This image of a lion originates from Lahore, Pakistan and is part of a rich tradition of zoomorphic calligraphy. This practice, developed in the sixteenth century, employs the flexibility and beauty of Arabic script to delineate living forms such as tigers, parrots, ostriches and cockerels. This is done without disobeying religious injunctions that prohibit their direct depiction.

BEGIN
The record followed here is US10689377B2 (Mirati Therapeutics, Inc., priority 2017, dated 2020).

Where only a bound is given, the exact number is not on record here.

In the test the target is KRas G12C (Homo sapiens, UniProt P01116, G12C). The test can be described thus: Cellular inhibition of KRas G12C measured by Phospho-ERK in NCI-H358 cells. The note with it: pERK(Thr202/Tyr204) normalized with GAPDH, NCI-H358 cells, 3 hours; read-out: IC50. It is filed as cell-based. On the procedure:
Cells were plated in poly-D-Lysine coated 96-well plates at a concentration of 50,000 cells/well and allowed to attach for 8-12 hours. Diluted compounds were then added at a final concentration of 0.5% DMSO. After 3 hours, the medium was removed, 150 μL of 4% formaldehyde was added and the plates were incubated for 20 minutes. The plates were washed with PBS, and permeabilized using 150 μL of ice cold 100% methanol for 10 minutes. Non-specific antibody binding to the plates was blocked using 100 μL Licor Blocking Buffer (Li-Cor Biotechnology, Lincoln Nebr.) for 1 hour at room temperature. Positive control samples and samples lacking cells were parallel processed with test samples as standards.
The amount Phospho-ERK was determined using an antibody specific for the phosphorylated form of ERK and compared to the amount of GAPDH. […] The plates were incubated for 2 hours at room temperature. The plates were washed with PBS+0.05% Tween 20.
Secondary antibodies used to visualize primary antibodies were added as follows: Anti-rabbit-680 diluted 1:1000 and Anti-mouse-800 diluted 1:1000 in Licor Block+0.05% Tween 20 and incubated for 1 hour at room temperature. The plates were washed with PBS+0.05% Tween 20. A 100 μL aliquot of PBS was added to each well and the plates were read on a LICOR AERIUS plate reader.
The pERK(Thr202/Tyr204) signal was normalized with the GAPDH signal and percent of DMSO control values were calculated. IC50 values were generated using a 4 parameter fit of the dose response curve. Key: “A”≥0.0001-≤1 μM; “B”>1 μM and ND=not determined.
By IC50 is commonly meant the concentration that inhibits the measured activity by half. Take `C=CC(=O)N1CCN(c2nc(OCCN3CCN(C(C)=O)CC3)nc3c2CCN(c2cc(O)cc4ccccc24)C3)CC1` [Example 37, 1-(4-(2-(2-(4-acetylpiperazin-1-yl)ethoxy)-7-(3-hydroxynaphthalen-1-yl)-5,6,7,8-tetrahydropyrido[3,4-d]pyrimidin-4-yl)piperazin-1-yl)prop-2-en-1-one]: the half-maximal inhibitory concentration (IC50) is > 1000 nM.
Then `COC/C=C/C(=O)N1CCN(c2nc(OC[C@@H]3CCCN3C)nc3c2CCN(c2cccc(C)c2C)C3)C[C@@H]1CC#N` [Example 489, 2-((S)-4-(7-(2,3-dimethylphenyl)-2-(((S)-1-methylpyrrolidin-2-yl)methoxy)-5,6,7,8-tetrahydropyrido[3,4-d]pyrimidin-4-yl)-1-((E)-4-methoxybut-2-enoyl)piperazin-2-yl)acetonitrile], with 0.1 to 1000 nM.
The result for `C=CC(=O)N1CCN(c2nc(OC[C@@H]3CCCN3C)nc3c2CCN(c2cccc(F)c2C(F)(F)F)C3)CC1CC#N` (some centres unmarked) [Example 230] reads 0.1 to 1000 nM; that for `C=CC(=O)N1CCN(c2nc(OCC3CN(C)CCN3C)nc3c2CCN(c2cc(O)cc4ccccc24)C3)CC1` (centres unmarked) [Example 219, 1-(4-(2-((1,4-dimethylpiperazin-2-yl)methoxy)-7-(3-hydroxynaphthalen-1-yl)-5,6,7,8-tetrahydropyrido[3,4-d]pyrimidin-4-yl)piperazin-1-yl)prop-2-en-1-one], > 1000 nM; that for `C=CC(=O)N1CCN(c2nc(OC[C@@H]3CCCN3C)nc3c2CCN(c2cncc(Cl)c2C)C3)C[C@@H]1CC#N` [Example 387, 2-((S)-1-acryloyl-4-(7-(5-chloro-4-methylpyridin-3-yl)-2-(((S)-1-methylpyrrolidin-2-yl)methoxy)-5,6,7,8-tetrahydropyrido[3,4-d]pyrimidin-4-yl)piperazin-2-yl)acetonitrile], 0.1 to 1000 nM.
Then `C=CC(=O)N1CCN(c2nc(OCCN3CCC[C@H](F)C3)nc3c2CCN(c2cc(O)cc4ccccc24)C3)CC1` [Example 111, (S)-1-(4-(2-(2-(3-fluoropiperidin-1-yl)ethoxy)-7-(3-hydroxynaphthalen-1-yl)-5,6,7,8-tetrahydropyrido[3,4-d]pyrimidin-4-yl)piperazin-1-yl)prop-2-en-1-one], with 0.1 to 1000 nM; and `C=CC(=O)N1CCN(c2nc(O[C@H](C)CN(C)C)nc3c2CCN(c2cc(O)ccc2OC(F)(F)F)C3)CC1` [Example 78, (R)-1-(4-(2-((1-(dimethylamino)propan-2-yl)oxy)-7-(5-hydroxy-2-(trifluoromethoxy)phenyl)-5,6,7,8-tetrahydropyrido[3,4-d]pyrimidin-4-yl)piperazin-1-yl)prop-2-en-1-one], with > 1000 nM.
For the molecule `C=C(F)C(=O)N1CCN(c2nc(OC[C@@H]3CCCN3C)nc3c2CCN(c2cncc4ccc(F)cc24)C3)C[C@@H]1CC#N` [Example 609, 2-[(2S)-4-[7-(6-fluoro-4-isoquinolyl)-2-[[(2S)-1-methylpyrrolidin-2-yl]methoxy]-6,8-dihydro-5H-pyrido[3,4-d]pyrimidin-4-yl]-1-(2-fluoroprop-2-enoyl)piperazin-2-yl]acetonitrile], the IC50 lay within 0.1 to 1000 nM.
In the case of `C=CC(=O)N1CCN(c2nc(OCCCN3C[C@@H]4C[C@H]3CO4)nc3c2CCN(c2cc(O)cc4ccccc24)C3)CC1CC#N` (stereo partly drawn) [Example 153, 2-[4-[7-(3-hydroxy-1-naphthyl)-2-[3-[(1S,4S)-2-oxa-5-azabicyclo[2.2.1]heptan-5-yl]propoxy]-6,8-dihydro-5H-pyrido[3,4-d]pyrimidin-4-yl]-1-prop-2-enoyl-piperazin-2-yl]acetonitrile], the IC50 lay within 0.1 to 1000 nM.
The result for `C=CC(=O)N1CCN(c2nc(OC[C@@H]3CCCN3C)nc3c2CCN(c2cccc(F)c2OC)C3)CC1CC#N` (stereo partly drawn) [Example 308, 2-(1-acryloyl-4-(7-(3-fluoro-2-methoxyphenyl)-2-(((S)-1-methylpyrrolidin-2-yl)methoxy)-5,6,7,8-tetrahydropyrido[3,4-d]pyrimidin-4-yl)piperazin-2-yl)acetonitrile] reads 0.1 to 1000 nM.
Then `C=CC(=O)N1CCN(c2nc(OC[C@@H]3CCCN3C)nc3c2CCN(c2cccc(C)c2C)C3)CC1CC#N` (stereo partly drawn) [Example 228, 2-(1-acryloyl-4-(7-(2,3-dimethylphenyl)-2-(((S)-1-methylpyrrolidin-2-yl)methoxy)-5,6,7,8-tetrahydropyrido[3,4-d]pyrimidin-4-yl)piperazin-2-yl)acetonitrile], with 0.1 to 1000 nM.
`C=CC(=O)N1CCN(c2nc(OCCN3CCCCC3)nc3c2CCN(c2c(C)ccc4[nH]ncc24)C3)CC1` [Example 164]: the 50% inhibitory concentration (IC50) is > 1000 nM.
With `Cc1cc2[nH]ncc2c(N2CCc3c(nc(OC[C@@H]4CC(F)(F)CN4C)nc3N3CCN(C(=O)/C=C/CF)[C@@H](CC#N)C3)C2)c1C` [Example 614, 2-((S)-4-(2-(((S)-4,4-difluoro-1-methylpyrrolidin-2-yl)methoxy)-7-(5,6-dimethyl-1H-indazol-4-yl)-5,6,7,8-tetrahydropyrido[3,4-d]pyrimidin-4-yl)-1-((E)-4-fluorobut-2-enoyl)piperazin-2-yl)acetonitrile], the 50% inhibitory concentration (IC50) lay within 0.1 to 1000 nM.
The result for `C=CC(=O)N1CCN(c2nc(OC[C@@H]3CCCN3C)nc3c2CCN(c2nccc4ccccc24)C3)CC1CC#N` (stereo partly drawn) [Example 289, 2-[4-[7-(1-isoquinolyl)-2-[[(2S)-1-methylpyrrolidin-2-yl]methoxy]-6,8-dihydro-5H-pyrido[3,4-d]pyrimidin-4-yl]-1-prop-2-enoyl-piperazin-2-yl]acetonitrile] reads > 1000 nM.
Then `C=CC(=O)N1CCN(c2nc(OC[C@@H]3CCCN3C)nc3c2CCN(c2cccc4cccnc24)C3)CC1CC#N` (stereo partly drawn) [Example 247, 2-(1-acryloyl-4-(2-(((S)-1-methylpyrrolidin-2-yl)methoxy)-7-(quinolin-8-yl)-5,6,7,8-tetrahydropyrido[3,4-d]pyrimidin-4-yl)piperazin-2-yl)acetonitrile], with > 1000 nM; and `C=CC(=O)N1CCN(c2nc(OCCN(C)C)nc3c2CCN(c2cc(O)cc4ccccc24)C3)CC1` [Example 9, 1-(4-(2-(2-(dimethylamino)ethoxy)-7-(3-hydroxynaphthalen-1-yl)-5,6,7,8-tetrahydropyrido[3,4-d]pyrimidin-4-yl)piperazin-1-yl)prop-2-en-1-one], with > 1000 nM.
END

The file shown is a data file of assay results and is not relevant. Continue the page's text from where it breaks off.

Texts themselves might constitute verses from the Qur’an and include puns relating to the ‘word-picture’, particularly in Shia iconography. A famous example contains a prayer to Ali, the Prophet’s son-in-law, also known as Haidar or ‘lion’.
Information from the Tate Gallery, UK.
By Khaled al-Saa'i
You can find more of Khaled al-Saa'i's work here.
Visit an Arabic calligraphy exhibit here.